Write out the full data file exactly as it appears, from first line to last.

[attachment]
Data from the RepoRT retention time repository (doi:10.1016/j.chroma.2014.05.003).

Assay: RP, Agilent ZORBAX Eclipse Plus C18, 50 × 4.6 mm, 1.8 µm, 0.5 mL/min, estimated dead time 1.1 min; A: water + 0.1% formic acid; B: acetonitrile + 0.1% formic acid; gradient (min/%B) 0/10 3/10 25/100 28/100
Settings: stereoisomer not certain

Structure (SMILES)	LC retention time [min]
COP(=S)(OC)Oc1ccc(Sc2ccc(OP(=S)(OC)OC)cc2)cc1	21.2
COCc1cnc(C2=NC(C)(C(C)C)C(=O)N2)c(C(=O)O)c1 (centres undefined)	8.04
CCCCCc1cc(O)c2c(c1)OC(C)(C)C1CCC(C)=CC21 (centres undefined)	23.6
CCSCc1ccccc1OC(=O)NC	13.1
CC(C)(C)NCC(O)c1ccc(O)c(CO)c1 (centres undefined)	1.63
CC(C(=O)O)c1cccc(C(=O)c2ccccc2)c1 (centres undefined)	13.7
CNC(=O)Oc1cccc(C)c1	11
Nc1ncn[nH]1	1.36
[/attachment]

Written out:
Data from the RepoRT retention time repository (doi:10.1016/j.chroma.2014.05.003).

Assay: RP, Agilent ZORBAX Eclipse Plus C18, 50 × 4.6 mm, 1.8 µm, 0.5 mL/min, estimated dead time 1.1 min; A: water + 0.1% formic acid; B: acetonitrile + 0.1% formic acid; gradient (min/%B) 0/10 3/10 25/100 28/100
Settings: stereoisomer not certain

Structure (SMILES)	LC retention time [min]
COP(=S)(OC)Oc1ccc(Sc2ccc(OP(=S)(OC)OC)cc2)cc1	21.2
COCc1cnc(C2=NC(C)(C(C)C)C(=O)N2)c(C(=O)O)c1 (centres undefined)	8.04
CCCCCc1cc(O)c2c(c1)OC(C)(C)C1CCC(C)=CC21 (centres undefined)	23.6
CCSCc1ccccc1OC(=O)NC	13.1
CC(C)(C)NCC(O)c1ccc(O)c(CO)c1 (centres undefined)	1.63
CC(C(=O)O)c1cccc(C(=O)c2ccccc2)c1 (centres undefined)	13.7
CNC(=O)Oc1cccc(C)c1	11
Nc1ncn[nH]1	1.36